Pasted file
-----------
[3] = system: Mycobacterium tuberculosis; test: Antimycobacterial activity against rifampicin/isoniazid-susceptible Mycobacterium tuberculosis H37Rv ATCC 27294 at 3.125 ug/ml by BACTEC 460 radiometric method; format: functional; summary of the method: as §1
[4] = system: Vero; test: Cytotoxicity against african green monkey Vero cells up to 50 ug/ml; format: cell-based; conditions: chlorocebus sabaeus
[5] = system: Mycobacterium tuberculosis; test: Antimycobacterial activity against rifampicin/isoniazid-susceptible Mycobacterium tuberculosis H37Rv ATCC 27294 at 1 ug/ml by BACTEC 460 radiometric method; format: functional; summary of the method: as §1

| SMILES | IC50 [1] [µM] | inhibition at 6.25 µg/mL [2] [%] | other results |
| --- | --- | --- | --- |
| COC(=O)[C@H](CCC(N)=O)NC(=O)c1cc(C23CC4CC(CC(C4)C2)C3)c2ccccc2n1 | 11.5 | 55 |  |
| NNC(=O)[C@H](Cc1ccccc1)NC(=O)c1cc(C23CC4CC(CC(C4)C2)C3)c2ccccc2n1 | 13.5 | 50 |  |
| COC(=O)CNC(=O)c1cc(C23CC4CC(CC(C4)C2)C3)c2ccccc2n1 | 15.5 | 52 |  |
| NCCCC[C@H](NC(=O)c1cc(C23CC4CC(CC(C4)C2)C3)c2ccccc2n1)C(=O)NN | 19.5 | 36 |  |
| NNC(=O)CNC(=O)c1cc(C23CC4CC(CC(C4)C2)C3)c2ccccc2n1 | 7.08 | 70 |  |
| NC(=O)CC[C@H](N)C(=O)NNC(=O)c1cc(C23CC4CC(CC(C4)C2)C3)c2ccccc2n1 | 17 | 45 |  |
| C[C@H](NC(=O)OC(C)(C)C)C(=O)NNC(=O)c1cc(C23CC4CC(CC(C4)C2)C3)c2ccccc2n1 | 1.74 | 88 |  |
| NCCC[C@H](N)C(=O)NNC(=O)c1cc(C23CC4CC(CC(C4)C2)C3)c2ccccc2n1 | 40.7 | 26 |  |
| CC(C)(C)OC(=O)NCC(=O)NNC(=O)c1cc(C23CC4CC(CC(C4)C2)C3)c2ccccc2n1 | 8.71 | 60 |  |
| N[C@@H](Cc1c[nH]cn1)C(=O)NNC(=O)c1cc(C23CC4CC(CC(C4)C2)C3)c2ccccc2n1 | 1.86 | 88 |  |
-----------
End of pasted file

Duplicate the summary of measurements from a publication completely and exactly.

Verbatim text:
[3] = system: Mycobacterium tuberculosis; test: Antimycobacterial activity against rifampicin/isoniazid-susceptible Mycobacterium tuberculosis H37Rv ATCC 27294 at 3.125 ug/ml by BACTEC 460 radiometric method; format: functional; summary of the method: as §1
[4] = system: Vero; test: Cytotoxicity against african green monkey Vero cells up to 50 ug/ml; format: cell-based; conditions: chlorocebus sabaeus
[5] = system: Mycobacterium tuberculosis; test: Antimycobacterial activity against rifampicin/isoniazid-susceptible Mycobacterium tuberculosis H37Rv ATCC 27294 at 1 ug/ml by BACTEC 460 radiometric method; format: functional; summary of the method: as §1

| SMILES | IC50 [1] [µM] | inhibition at 6.25 µg/mL [2] [%] | other results |
| --- | --- | --- | --- |
| COC(=O)[C@H](CCC(N)=O)NC(=O)c1cc(C23CC4CC(CC(C4)C2)C3)c2ccccc2n1 | 11.5 | 55 |  |
| NNC(=O)[C@H](Cc1ccccc1)NC(=O)c1cc(C23CC4CC(CC(C4)C2)C3)c2ccccc2n1 | 13.5 | 50 |  |
| COC(=O)CNC(=O)c1cc(C23CC4CC(CC(C4)C2)C3)c2ccccc2n1 | 15.5 | 52 |  |
| NCCCC[C@H](NC(=O)c1cc(C23CC4CC(CC(C4)C2)C3)c2ccccc2n1)C(=O)NN | 19.5 | 36 |  |
| NNC(=O)CNC(=O)c1cc(C23CC4CC(CC(C4)C2)C3)c2ccccc2n1 | 7.08 | 70 |  |
| NC(=O)CC[C@H](N)C(=O)NNC(=O)c1cc(C23CC4CC(CC(C4)C2)C3)c2ccccc2n1 | 17 | 45 |  |
| C[C@H](NC(=O)OC(C)(C)C)C(=O)NNC(=O)c1cc(C23CC4CC(CC(C4)C2)C3)c2ccccc2n1 | 1.74 | 88 |  |
| NCCC[C@H](N)C(=O)NNC(=O)c1cc(C23CC4CC(CC(C4)C2)C3)c2ccccc2n1 | 40.7 | 26 |  |
| CC(C)(C)OC(=O)NCC(=O)NNC(=O)c1cc(C23CC4CC(CC(C4)C2)C3)c2ccccc2n1 | 8.71 | 60 |  |
| N[C@@H](Cc1c[nH]cn1)C(=O)NNC(=O)c1cc(C23CC4CC(CC(C4)C2)C3)c2ccccc2n1 | 1.86 | 88 |  |